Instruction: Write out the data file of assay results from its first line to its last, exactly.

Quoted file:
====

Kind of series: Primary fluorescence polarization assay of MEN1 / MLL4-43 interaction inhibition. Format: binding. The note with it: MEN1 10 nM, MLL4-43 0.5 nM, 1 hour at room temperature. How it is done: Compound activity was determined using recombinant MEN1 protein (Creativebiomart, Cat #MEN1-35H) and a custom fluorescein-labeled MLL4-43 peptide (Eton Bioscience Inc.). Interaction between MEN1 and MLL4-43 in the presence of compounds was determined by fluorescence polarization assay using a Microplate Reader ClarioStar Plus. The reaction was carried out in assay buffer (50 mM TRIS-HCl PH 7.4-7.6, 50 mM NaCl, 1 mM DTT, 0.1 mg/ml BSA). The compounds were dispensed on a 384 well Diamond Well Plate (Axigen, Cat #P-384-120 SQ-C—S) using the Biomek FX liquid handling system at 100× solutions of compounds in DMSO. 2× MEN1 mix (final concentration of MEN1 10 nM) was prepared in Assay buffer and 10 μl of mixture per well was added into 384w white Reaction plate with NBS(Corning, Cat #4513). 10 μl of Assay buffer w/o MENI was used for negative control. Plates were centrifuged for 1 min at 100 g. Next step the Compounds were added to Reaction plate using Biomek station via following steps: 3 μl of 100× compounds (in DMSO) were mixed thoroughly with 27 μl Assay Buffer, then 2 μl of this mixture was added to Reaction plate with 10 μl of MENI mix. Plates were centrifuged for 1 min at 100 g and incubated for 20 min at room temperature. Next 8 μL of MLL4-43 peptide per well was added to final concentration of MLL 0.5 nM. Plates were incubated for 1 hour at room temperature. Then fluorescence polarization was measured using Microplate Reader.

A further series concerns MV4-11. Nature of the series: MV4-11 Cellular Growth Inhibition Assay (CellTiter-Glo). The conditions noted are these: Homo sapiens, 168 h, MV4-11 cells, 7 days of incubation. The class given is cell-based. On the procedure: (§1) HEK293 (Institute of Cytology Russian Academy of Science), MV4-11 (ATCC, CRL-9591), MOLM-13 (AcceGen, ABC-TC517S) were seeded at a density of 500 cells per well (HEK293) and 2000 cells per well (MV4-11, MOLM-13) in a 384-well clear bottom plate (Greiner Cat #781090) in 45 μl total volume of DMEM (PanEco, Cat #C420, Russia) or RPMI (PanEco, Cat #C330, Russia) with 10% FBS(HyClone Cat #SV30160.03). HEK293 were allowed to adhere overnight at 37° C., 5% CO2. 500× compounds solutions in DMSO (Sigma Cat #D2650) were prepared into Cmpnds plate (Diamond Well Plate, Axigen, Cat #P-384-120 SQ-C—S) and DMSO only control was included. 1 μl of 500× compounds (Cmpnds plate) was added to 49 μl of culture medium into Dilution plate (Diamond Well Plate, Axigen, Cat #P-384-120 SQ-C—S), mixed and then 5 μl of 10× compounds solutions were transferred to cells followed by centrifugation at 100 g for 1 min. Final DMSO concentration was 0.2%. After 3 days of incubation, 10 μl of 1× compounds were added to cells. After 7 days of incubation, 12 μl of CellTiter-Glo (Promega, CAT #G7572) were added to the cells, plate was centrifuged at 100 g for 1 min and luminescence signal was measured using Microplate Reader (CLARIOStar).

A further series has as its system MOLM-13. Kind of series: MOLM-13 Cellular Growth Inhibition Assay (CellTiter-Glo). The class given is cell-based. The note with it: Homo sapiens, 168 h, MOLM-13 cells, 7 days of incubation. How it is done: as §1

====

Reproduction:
Kind of series: Primary fluorescence polarization assay of MEN1 / MLL4-43 interaction inhibition. Format: binding. The note with it: MEN1 10 nM, MLL4-43 0.5 nM, 1 hour at room temperature. How it is done: Compound activity was determined using recombinant MEN1 protein (Creativebiomart, Cat #MEN1-35H) and a custom fluorescein-labeled MLL4-43 peptide (Eton Bioscience Inc.). Interaction between MEN1 and MLL4-43 in the presence of compounds was determined by fluorescence polarization assay using a Microplate Reader ClarioStar Plus. The reaction was carried out in assay buffer (50 mM TRIS-HCl PH 7.4-7.6, 50 mM NaCl, 1 mM DTT, 0.1 mg/ml BSA). The compounds were dispensed on a 384 well Diamond Well Plate (Axigen, Cat #P-384-120 SQ-C—S) using the Biomek FX liquid handling system at 100× solutions of compounds in DMSO. 2× MEN1 mix (final concentration of MEN1 10 nM) was prepared in Assay buffer and 10 μl of mixture per well was added into 384w white Reaction plate with NBS(Corning, Cat #4513). 10 μl of Assay buffer w/o MENI was used for negative control. Plates were centrifuged for 1 min at 100 g. Next step the Compounds were added to Reaction plate using Biomek station via following steps: 3 μl of 100× compounds (in DMSO) were mixed thoroughly with 27 μl Assay Buffer, then 2 μl of this mixture was added to Reaction plate with 10 μl of MENI mix. Plates were centrifuged for 1 min at 100 g and incubated for 20 min at room temperature. Next 8 μL of MLL4-43 peptide per well was added to final concentration of MLL 0.5 nM. Plates were incubated for 1 hour at room temperature. Then fluorescence polarization was measured using Microplate Reader.

A further series concerns MV4-11. Nature of the series: MV4-11 Cellular Growth Inhibition Assay (CellTiter-Glo). The conditions noted are these: Homo sapiens, 168 h, MV4-11 cells, 7 days of incubation. The class given is cell-based. On the procedure: (§1) HEK293 (Institute of Cytology Russian Academy of Science), MV4-11 (ATCC, CRL-9591), MOLM-13 (AcceGen, ABC-TC517S) were seeded at a density of 500 cells per well (HEK293) and 2000 cells per well (MV4-11, MOLM-13) in a 384-well clear bottom plate (Greiner Cat #781090) in 45 μl total volume of DMEM (PanEco, Cat #C420, Russia) or RPMI (PanEco, Cat #C330, Russia) with 10% FBS(HyClone Cat #SV30160.03). HEK293 were allowed to adhere overnight at 37° C., 5% CO2. 500× compounds solutions in DMSO (Sigma Cat #D2650) were prepared into Cmpnds plate (Diamond Well Plate, Axigen, Cat #P-384-120 SQ-C—S) and DMSO only control was included. 1 μl of 500× compounds (Cmpnds plate) was added to 49 μl of culture medium into Dilution plate (Diamond Well Plate, Axigen, Cat #P-384-120 SQ-C—S), mixed and then 5 μl of 10× compounds solutions were transferred to cells followed by centrifugation at 100 g for 1 min. Final DMSO concentration was 0.2%. After 3 days of incubation, 10 μl of 1× compounds were added to cells. After 7 days of incubation, 12 μl of CellTiter-Glo (Promega, CAT #G7572) were added to the cells, plate was centrifuged at 100 g for 1 min and luminescence signal was measured using Microplate Reader (CLARIOStar).

A further series has as its system MOLM-13. Kind of series: MOLM-13 Cellular Growth Inhibition Assay (CellTiter-Glo). The class given is cell-based. The note with it: Homo sapiens, 168 h, MOLM-13 cells, 7 days of incubation. How it is done: as §1